Shropshire Star

University students spending more hours doing paid work while studying – survey

The Government should review maintenance support systems to ensure students are adequately funded while completing their studies, a report suggests.

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Rear view of Graduates waiting for presentation of degree certificates on graduation day

The average number of hours that full-time university students are spending doing paid work alongside their studies has increased, a survey suggests.

Nearly three in five (56%) university undergraduates are in paid employment during term time, compared with 55% the previous year, the study has found.

Students in paid employment are working an average of 14.5 hours per week, compared with 13.5 hours last year, according to the Higher Education Policy Institute (Hepi) think tank and Advance HE report.

The director of Hepi warned that students are now divided into those who can afford to have a “traditional” experience and those who have to do paid work.

Three in four (75%) students feel that the cost-of-living crisis has negatively affected their studies, according to the survey of 10,319 full-time undergraduates studying in the UK.

Cost-of-living concerns was the most stated factor influencing perceptions of value for students who state that they received poor value for money, according to the report.

The 2024 Student Academic Experience Survey, carried out between January and March, suggests that students now spend an average of 42 hours per week in paid work and study.

The report said this level is “above the UK average” number of paid working hours for the full-time working population – which stands at 36.9 hours.

Students studying health subjects such as medicine, dentistry or veterinary studies typically spend an average of 55.9 hours per week in paid work and study, according to the report.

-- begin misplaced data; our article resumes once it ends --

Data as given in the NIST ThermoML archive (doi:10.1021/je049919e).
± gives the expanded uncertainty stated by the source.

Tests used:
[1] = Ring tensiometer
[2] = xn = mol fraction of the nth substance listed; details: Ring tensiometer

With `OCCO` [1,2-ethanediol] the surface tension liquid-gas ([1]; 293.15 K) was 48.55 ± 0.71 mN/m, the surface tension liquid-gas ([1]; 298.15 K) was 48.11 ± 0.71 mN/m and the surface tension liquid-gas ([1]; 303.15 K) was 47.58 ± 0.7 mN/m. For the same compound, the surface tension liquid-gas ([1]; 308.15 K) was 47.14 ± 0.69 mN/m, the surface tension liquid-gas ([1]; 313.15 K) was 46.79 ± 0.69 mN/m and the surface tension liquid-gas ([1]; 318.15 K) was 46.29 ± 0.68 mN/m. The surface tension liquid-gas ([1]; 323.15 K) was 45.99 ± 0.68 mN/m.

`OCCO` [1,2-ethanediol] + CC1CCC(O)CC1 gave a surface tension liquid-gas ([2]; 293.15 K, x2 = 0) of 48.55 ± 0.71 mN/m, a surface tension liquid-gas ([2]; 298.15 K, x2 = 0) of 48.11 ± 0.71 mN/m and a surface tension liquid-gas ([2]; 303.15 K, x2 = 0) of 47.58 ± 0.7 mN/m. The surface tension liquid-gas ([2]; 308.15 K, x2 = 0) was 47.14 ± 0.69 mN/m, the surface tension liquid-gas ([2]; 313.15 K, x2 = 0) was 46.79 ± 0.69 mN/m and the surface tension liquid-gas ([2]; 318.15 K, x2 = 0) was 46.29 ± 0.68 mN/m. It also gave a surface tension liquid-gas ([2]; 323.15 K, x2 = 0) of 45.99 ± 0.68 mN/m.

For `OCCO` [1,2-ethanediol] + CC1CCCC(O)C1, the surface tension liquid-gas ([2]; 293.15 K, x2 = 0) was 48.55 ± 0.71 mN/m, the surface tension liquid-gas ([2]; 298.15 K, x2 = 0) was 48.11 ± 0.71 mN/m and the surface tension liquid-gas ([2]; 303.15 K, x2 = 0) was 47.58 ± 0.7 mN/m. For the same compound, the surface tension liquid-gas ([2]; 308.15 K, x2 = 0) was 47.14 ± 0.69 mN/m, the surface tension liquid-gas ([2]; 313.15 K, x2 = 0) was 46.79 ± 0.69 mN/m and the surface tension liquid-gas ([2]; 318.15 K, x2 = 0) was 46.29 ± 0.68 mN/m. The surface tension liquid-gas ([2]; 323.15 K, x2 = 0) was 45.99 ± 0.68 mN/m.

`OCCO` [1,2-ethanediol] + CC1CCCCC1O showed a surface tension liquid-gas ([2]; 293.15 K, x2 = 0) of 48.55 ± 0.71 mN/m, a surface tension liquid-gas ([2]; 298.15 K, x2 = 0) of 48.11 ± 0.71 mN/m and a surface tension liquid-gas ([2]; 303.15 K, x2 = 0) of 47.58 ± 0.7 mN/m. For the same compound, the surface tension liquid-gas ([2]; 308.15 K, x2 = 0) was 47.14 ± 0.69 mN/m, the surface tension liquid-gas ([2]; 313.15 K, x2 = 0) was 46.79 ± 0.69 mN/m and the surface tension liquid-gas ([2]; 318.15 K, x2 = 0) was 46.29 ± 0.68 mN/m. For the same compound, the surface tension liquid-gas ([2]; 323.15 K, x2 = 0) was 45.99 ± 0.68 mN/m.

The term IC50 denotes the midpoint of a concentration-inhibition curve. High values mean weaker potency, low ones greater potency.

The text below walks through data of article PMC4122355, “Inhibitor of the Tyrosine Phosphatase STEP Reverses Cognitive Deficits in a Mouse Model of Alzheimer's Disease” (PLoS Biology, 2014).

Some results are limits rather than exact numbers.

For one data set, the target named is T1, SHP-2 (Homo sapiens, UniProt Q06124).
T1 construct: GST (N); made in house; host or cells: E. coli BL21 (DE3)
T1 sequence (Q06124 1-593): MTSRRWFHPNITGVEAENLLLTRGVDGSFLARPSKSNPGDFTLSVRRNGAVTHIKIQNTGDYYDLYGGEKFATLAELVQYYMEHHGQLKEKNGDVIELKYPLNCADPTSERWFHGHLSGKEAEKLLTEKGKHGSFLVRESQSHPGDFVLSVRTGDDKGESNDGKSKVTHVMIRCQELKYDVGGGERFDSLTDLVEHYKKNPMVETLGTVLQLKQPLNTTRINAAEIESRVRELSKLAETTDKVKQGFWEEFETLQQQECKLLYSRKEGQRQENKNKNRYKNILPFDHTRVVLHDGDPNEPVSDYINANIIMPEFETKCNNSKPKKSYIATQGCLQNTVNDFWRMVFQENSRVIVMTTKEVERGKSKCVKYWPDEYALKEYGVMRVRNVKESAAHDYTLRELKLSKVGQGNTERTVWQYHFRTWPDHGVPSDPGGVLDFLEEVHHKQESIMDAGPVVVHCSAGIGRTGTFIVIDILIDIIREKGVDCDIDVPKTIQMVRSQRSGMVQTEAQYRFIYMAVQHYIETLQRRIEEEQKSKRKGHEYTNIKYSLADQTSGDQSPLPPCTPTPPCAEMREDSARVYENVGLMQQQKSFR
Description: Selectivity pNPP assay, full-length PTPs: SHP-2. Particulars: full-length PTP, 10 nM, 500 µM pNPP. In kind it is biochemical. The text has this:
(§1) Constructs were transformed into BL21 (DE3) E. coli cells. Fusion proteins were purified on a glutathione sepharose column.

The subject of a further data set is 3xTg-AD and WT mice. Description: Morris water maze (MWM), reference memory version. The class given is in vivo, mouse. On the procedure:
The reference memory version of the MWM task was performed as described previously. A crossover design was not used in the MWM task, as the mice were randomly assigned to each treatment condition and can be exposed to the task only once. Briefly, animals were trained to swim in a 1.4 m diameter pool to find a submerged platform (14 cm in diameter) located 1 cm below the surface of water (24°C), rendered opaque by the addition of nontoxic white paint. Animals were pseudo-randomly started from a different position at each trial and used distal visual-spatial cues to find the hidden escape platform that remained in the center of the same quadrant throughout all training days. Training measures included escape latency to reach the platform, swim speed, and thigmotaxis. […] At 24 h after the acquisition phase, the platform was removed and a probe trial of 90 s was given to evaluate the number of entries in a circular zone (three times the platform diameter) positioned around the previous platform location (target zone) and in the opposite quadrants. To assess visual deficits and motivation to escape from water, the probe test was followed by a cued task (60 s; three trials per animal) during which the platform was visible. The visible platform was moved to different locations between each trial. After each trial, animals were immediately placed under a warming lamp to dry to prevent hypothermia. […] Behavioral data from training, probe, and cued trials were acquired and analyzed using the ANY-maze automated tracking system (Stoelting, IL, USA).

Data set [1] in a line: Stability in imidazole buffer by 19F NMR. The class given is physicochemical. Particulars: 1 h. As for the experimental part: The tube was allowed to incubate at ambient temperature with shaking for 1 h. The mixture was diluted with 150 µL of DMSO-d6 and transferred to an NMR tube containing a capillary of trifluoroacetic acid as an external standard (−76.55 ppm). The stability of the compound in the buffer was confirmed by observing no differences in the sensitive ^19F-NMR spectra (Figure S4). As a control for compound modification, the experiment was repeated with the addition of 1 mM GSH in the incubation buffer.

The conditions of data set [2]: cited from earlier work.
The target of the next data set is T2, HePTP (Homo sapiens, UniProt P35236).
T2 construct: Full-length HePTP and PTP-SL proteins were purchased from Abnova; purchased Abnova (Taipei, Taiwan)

The report found that nearly three in 10 (28%) students said concerns or challenges around the cost of living had negatively affected their studies “a lot”, compared with 26% last year.

Meanwhile, 47% of students said the cost-of-living crisis was affecting their studies “a little”.

The report warns that university students are “now embattled” by the cost-of-living crisis, which could affect the higher education delivery model if its impact remains unaddressed.

It added: “Most students now work, and the average number of hours worked by those students is teetering on levels that may impact their studies.

“Should this trend continue, there is a risk that ‘full-time study’ becomes unsustainable for an increasing number of students.

“The cost-of-living pressures may also force a further move to commuting, rather than residential living.”

The report calls on the Government and devolved governments to review their maintenance support systems to ensure that students are adequately funded while completing their studies.